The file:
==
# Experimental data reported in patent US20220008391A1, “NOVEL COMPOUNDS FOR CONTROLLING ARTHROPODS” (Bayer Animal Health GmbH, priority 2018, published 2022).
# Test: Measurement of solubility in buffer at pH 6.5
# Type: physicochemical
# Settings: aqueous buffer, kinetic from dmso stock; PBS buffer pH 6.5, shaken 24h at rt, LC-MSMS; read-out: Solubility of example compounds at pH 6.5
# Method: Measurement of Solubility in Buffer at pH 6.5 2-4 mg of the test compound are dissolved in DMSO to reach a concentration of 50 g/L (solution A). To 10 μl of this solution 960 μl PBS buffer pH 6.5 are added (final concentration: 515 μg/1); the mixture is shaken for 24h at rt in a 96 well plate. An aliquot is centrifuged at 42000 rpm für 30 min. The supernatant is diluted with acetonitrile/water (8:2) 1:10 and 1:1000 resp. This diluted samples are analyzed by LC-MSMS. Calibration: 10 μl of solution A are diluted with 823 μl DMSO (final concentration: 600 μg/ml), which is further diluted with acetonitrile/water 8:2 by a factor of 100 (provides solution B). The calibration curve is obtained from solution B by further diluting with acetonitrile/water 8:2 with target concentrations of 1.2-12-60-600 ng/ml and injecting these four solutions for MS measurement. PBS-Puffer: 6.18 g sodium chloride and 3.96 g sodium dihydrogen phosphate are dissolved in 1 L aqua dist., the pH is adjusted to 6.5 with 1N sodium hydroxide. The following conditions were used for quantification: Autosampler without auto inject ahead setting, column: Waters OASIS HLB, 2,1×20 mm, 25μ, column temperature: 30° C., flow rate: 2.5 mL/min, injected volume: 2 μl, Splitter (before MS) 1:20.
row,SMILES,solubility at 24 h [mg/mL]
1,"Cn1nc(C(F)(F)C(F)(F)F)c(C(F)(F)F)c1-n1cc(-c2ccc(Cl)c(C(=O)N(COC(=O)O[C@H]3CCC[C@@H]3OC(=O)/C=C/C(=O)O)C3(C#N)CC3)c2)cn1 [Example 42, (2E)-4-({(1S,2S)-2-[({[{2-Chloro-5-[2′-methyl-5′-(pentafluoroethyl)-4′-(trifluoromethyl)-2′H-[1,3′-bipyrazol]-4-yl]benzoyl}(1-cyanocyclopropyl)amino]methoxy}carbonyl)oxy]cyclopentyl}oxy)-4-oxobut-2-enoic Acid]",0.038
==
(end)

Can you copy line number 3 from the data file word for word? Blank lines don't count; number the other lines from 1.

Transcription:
# Type: physicochemical